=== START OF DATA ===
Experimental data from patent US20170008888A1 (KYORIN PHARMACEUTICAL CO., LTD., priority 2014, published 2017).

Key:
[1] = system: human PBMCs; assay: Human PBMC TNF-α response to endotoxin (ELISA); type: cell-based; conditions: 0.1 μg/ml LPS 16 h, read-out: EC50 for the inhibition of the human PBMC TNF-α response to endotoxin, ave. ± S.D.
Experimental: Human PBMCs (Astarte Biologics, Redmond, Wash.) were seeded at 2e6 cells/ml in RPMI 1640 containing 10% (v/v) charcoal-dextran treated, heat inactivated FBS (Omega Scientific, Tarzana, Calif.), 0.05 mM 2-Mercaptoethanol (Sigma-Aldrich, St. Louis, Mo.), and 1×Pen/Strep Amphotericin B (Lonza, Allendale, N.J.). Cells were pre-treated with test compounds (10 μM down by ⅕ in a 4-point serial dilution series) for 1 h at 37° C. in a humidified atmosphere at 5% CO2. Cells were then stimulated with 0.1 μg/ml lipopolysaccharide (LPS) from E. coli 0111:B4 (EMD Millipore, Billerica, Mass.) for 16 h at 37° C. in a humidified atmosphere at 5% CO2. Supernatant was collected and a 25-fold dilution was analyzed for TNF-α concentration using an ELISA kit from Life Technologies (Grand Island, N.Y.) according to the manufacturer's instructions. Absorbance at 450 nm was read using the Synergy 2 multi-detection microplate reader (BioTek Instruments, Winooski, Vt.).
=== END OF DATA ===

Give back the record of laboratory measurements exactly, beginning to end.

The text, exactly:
Experimental data from patent US20170008888A1 (KYORIN PHARMACEUTICAL CO., LTD., priority 2014, published 2017).

Key:
[1] = system: human PBMCs; assay: Human PBMC TNF-α response to endotoxin (ELISA); type: cell-based; conditions: 0.1 μg/ml LPS 16 h, read-out: EC50 for the inhibition of the human PBMC TNF-α response to endotoxin, ave. ± S.D.
Experimental: Human PBMCs (Astarte Biologics, Redmond, Wash.) were seeded at 2e6 cells/ml in RPMI 1640 containing 10% (v/v) charcoal-dextran treated, heat inactivated FBS (Omega Scientific, Tarzana, Calif.), 0.05 mM 2-Mercaptoethanol (Sigma-Aldrich, St. Louis, Mo.), and 1×Pen/Strep Amphotericin B (Lonza, Allendale, N.J.). Cells were pre-treated with test compounds (10 μM down by ⅕ in a 4-point serial dilution series) for 1 h at 37° C. in a humidified atmosphere at 5% CO2. Cells were then stimulated with 0.1 μg/ml lipopolysaccharide (LPS) from E. coli 0111:B4 (EMD Millipore, Billerica, Mass.) for 16 h at 37° C. in a humidified atmosphere at 5% CO2. Supernatant was collected and a 25-fold dilution was analyzed for TNF-α concentration using an ELISA kit from Life Technologies (Grand Island, N.Y.) according to the manufacturer's instructions. Absorbance at 450 nm was read using the Synergy 2 multi-detection microplate reader (BioTek Instruments, Winooski, Vt.).